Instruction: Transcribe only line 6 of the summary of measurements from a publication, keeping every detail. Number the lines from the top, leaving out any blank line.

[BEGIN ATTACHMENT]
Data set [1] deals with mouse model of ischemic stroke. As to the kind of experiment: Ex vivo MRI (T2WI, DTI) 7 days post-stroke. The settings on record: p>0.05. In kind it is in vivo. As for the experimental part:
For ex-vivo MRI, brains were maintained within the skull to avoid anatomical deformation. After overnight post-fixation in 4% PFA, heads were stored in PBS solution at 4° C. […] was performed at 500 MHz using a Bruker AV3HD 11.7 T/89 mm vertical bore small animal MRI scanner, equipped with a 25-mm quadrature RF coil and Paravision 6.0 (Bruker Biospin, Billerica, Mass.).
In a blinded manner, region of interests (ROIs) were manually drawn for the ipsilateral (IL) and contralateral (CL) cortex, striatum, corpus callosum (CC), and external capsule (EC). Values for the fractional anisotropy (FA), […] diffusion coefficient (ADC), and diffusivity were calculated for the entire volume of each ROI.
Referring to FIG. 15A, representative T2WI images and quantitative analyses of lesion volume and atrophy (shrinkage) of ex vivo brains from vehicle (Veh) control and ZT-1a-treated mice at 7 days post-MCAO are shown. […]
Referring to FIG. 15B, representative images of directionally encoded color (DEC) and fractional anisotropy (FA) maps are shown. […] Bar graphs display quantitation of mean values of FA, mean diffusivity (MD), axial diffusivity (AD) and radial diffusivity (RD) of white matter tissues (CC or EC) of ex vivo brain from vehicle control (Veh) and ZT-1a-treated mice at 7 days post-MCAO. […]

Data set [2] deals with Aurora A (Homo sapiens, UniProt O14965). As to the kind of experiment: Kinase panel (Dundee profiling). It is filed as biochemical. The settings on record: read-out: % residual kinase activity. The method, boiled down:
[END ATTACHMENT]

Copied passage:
Data set [2] deals with Aurora A (Homo sapiens, UniProt O14965). As to the kind of experiment: Kinase panel (Dundee profiling). It is filed as biochemical. The settings on record: read-out: % residual kinase activity. The method, boiled down: